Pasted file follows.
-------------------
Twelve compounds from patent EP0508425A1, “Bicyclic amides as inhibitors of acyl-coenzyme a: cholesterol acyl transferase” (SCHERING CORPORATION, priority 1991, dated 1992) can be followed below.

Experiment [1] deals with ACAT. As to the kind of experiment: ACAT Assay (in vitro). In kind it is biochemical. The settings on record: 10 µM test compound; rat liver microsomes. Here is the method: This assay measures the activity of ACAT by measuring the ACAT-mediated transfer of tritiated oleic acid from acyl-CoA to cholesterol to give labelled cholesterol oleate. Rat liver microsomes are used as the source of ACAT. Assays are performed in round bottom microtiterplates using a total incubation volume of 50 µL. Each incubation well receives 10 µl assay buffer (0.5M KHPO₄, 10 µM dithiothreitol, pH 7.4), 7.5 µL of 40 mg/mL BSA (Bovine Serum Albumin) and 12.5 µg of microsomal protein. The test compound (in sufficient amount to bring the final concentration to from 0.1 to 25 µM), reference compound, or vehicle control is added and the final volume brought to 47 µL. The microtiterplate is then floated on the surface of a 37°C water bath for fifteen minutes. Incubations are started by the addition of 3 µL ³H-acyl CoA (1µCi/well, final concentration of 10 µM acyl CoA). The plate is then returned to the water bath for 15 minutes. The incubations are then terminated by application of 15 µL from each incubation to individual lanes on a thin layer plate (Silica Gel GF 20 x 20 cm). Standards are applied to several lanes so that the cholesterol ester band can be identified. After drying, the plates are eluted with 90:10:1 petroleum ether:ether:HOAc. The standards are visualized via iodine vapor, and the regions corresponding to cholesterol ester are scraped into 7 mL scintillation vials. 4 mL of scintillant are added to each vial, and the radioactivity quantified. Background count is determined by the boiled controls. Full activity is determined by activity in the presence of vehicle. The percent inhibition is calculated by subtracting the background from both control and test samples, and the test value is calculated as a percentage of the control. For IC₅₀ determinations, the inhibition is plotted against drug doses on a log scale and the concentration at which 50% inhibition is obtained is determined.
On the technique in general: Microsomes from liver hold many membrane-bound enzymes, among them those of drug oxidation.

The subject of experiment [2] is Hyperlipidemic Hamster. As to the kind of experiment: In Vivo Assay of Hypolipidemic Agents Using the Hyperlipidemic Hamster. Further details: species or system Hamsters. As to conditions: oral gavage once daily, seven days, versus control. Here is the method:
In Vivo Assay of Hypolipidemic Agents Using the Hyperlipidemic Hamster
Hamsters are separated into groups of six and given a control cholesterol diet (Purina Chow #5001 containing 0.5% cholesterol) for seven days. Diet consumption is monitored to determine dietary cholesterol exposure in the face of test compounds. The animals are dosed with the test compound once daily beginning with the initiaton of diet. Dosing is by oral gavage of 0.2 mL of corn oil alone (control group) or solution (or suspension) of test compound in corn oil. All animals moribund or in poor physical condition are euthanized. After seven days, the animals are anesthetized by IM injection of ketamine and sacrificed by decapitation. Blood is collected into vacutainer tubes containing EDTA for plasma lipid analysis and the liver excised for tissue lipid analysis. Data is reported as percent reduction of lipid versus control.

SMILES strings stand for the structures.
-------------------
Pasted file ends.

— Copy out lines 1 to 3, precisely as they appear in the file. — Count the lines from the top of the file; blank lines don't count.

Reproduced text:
Twelve compounds from patent EP0508425A1, “Bicyclic amides as inhibitors of acyl-coenzyme a: cholesterol acyl transferase” (SCHERING CORPORATION, priority 1991, dated 1992) can be followed below.

Experiment [1] deals with ACAT. As to the kind of experiment: ACAT Assay (in vitro). In kind it is biochemical. The settings on record: 10 µM test compound; rat liver microsomes. Here is the method: This assay measures the activity of ACAT by measuring the ACAT-mediated transfer of tritiated oleic acid from acyl-CoA to cholesterol to give labelled cholesterol oleate. Rat liver microsomes are used as the source of ACAT. Assays are performed in round bottom microtiterplates using a total incubation volume of 50 µL. Each incubation well receives 10 µl assay buffer (0.5M KHPO₄, 10 µM dithiothreitol, pH 7.4), 7.5 µL of 40 mg/mL BSA (Bovine Serum Albumin) and 12.5 µg of microsomal protein. The test compound (in sufficient amount to bring the final concentration to from 0.1 to 25 µM), reference compound, or vehicle control is added and the final volume brought to 47 µL. The microtiterplate is then floated on the surface of a 37°C water bath for fifteen minutes. Incubations are started by the addition of 3 µL ³H-acyl CoA (1µCi/well, final concentration of 10 µM acyl CoA). The plate is then returned to the water bath for 15 minutes. The incubations are then terminated by application of 15 µL from each incubation to individual lanes on a thin layer plate (Silica Gel GF 20 x 20 cm). Standards are applied to several lanes so that the cholesterol ester band can be identified. After drying, the plates are eluted with 90:10:1 petroleum ether:ether:HOAc. The standards are visualized via iodine vapor, and the regions corresponding to cholesterol ester are scraped into 7 mL scintillation vials. 4 mL of scintillant are added to each vial, and the radioactivity quantified. Background count is determined by the boiled controls. Full activity is determined by activity in the presence of vehicle. The percent inhibition is calculated by subtracting the background from both control and test samples, and the test value is calculated as a percentage of the control. For IC₅₀ determinations, the inhibition is plotted against drug doses on a log scale and the concentration at which 50% inhibition is obtained is determined.
On the technique in general: Microsomes from liver hold many membrane-bound enzymes, among them those of drug oxidation.